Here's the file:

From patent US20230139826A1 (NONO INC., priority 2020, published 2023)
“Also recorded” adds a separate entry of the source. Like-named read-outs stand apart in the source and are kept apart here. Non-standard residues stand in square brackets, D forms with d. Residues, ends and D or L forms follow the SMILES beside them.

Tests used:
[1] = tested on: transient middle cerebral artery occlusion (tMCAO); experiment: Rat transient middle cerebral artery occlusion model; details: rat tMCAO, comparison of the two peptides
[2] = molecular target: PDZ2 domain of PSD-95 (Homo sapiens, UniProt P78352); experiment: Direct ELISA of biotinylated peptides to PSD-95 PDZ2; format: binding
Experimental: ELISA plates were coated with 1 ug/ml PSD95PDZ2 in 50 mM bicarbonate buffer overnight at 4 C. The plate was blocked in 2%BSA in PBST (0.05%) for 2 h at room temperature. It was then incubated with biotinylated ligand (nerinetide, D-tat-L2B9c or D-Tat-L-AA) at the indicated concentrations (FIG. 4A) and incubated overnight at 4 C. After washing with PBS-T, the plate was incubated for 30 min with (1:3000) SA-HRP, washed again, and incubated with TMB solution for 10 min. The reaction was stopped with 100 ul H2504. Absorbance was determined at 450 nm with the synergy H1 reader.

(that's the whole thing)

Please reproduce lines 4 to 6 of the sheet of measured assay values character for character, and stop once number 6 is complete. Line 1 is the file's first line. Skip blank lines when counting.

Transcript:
[1] = tested on: transient middle cerebral artery occlusion (tMCAO); experiment: Rat transient middle cerebral artery occlusion model; details: rat tMCAO, comparison of the two peptides
[2] = molecular target: PDZ2 domain of PSD-95 (Homo sapiens, UniProt P78352); experiment: Direct ELISA of biotinylated peptides to PSD-95 PDZ2; format: binding
Experimental: ELISA plates were coated with 1 ug/ml PSD95PDZ2 in 50 mM bicarbonate buffer overnight at 4 C. The plate was blocked in 2%BSA in PBST (0.05%) for 2 h at room temperature. It was then incubated with biotinylated ligand (nerinetide, D-tat-L2B9c or D-Tat-L-AA) at the indicated concentrations (FIG. 4A) and incubated overnight at 4 C. After washing with PBS-T, the plate was incubated for 30 min with (1:3000) SA-HRP, washed again, and incubated with TMB solution for 10 min. The reaction was stopped with 100 ul H2504. Absorbance was determined at 450 nm with the synergy H1 reader.